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Published April 17 2012

North Dakota lawmakers open ears for autism

BISMARCK – When Colin Vieweg goes to the mall, he feels like he’s in a jungle surrounded by howler monkeys all screaming at the same time.

“I just need to go away and stay away from the noise,” the Fargo 12-year-old said. “My mom says that’s because my brain processes noises differently than other people.”

Colin was one of several people who told state lawmakers Tuesday about what life is like living with Asperger syndrome, a developmental disorder on the autism spectrum.

The Human Services Committee is studying autism spectrum disorder and learning about the diagnosis, early treatment and care for individuals with the disorder. The committee is seeking recommendations on how to improve services and what changes the 2013 Legislature should consider.

Lawmakers asked to hear from North Dakotans with autism spectrum disorder to get a better idea of the challenges they face.

Colin explained it’s hard for him to focus on one thing, especially if there are other distractions. He said elementary school was terrible because people

didn’t understand him.

“I felt like people were picking on me on purpose,” he said. “Sometimes I got angry and didn’t know how to handle it. I just wanted peace and quiet.”

Colin said he wishes more people understood him and Asperger’s. He said it’s hard to make friends. But he also told legislators he’s glad he has Asperger’s. He talked about his love for science and his good memory.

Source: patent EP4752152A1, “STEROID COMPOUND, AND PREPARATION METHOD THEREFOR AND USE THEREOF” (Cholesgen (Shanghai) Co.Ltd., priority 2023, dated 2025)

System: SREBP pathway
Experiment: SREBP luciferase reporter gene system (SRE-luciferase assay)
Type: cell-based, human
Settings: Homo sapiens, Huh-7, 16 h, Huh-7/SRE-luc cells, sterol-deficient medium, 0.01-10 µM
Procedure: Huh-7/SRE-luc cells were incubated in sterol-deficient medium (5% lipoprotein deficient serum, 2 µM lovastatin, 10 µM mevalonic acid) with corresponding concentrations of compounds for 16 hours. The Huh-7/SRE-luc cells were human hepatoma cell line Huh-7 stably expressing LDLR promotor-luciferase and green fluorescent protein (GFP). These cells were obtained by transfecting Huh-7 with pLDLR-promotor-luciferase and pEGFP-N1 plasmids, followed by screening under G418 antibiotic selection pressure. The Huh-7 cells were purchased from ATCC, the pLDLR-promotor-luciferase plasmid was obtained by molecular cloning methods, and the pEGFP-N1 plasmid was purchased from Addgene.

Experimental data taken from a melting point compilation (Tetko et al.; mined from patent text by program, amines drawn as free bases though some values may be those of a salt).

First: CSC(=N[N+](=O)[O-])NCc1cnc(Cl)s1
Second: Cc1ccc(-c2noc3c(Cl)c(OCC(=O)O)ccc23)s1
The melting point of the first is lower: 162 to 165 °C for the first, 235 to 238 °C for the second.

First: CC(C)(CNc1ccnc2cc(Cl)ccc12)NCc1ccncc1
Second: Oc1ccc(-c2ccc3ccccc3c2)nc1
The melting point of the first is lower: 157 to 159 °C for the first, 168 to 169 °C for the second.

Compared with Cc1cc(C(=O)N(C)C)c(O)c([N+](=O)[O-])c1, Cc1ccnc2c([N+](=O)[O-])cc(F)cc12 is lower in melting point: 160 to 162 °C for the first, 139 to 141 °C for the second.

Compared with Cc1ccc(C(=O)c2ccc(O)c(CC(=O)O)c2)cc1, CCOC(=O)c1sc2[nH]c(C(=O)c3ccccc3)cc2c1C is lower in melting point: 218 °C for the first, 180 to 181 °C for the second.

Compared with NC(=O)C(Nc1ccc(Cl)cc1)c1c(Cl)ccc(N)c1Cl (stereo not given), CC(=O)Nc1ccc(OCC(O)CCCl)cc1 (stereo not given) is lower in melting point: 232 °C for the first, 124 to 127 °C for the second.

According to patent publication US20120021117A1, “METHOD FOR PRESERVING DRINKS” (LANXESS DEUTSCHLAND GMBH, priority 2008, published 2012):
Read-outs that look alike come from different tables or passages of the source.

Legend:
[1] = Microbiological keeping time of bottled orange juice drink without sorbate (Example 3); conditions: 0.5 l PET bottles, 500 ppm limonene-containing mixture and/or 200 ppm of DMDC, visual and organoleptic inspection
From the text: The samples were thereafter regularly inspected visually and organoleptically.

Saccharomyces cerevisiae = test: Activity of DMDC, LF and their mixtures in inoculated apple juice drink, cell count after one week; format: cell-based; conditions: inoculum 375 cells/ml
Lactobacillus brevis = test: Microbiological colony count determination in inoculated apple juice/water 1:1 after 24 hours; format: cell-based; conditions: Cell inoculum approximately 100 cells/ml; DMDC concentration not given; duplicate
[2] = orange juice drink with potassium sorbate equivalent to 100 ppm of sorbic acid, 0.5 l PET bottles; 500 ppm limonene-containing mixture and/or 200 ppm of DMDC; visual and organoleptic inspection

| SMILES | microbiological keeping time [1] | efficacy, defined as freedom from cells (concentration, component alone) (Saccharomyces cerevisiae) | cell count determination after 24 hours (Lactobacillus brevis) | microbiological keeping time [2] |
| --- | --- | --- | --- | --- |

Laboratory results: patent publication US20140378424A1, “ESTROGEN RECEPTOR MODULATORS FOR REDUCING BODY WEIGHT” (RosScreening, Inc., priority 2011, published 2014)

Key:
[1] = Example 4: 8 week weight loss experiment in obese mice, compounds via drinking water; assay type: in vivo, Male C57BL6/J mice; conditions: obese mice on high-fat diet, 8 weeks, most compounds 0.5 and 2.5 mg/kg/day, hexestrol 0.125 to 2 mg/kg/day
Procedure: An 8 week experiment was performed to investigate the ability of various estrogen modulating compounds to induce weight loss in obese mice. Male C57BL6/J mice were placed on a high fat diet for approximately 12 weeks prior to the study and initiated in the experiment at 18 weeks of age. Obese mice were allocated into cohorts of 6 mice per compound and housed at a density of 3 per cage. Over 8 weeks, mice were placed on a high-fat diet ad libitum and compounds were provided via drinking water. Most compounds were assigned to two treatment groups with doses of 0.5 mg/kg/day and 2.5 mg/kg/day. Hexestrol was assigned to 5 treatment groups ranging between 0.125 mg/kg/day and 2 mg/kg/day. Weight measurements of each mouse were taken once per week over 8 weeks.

His grandmother, JoAnne Vieweg, said she loves her grandson as he is, but she told legislators about the emotional and financial toll that Asperger’s has taken on the family.

“It breaks my heart when he isn’t invited to birthday parties or when the kids don’t come to his party,” she said. “It is difficult to explain to him why that might be.”

She talked about the worries the family has about Colin’s future and how he will get a job, work with other people and take direction from his boss. But she also believes he will be a great contributor to society and could invent the next form of robotic machinery or prosthetic limb.

“Investment in these young people will have huge payoffs,” she said. “These are the future scientists, inventors, philosophers and problem solvers, if we can help them reach their true potentials.”

Sen. Tim Mathern, D-Fargo, asked what she sees as lacking services. Vieweg said it’s been beneficial to have an Asperger’s coach work with Colin and his teachers at his middle school.

She said teacher education is critical, including hands-on experience with these students as teachers learn to work with them.

Isaac Gregoire, 19, of West Fargo, told legislators about the problems he had in school, saying he was harassed and pushed around. He was almost 17 before he was diagnosed with Asperger’s after years of being incorrectly diagnosed and medicated, said his grandmother, Luann Gregoire.

She said one doctor told her to stop looking for excuses for her grandson’s bad behavior.

“It was suggested it was our parenting skills that were the problem,” she said.

With the correct diagnosis and help, Isaac has graduated high school, held part-time jobs and lives on his own, she said. She emphasized the need for education for doctors, educators and businesses.

Earlier in the day, lawmakers heard a report from the state’s Autism Spectrum Disorder Task Force. Lawmakers asked the task force to create a list of policy recommendations for them to consider at future meetings.


Finneman is a multimedia reporter for Forum Communications Co.


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